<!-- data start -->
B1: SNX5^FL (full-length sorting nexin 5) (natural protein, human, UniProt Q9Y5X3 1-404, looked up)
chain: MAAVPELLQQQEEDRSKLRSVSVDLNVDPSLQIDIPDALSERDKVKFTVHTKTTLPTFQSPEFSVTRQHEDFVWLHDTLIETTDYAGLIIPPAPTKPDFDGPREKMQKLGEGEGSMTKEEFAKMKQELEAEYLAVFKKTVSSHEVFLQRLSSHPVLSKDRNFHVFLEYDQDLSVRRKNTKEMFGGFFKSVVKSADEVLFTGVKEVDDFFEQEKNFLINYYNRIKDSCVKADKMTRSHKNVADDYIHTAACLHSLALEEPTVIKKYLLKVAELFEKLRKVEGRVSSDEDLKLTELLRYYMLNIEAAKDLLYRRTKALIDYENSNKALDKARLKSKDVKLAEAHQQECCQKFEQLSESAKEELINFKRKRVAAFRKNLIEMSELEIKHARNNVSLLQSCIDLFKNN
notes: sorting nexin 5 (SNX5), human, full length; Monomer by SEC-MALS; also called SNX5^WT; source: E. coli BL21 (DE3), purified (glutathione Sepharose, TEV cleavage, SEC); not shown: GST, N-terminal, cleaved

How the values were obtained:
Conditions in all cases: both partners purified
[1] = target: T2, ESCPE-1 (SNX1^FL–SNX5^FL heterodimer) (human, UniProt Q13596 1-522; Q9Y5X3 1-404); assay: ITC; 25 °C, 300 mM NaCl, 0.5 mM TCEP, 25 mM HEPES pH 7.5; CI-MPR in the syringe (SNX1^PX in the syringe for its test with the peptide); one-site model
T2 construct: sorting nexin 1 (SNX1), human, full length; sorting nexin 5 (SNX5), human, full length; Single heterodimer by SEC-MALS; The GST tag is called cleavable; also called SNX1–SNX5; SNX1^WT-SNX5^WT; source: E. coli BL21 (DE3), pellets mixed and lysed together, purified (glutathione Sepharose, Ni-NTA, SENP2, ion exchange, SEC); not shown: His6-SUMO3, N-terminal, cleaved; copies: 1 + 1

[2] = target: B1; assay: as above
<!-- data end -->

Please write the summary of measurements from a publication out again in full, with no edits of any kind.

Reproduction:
B1: SNX5^FL (full-length sorting nexin 5) (natural protein, human, UniProt Q9Y5X3 1-404, looked up)
chain: MAAVPELLQQQEEDRSKLRSVSVDLNVDPSLQIDIPDALSERDKVKFTVHTKTTLPTFQSPEFSVTRQHEDFVWLHDTLIETTDYAGLIIPPAPTKPDFDGPREKMQKLGEGEGSMTKEEFAKMKQELEAEYLAVFKKTVSSHEVFLQRLSSHPVLSKDRNFHVFLEYDQDLSVRRKNTKEMFGGFFKSVVKSADEVLFTGVKEVDDFFEQEKNFLINYYNRIKDSCVKADKMTRSHKNVADDYIHTAACLHSLALEEPTVIKKYLLKVAELFEKLRKVEGRVSSDEDLKLTELLRYYMLNIEAAKDLLYRRTKALIDYENSNKALDKARLKSKDVKLAEAHQQECCQKFEQLSESAKEELINFKRKRVAAFRKNLIEMSELEIKHARNNVSLLQSCIDLFKNN
notes: sorting nexin 5 (SNX5), human, full length; Monomer by SEC-MALS; also called SNX5^WT; source: E. coli BL21 (DE3), purified (glutathione Sepharose, TEV cleavage, SEC); not shown: GST, N-terminal, cleaved

How the values were obtained:
Conditions in all cases: both partners purified
[1] = target: T2, ESCPE-1 (SNX1^FL–SNX5^FL heterodimer) (human, UniProt Q13596 1-522; Q9Y5X3 1-404); assay: ITC; 25 °C, 300 mM NaCl, 0.5 mM TCEP, 25 mM HEPES pH 7.5; CI-MPR in the syringe (SNX1^PX in the syringe for its test with the peptide); one-site model
T2 construct: sorting nexin 1 (SNX1), human, full length; sorting nexin 5 (SNX5), human, full length; Single heterodimer by SEC-MALS; The GST tag is called cleavable; also called SNX1–SNX5; SNX1^WT-SNX5^WT; source: E. coli BL21 (DE3), pellets mixed and lysed together, purified (glutathione Sepharose, Ni-NTA, SENP2, ion exchange, SEC); not shown: His6-SUMO3, N-terminal, cleaved; copies: 1 + 1

[2] = target: B1; assay: as above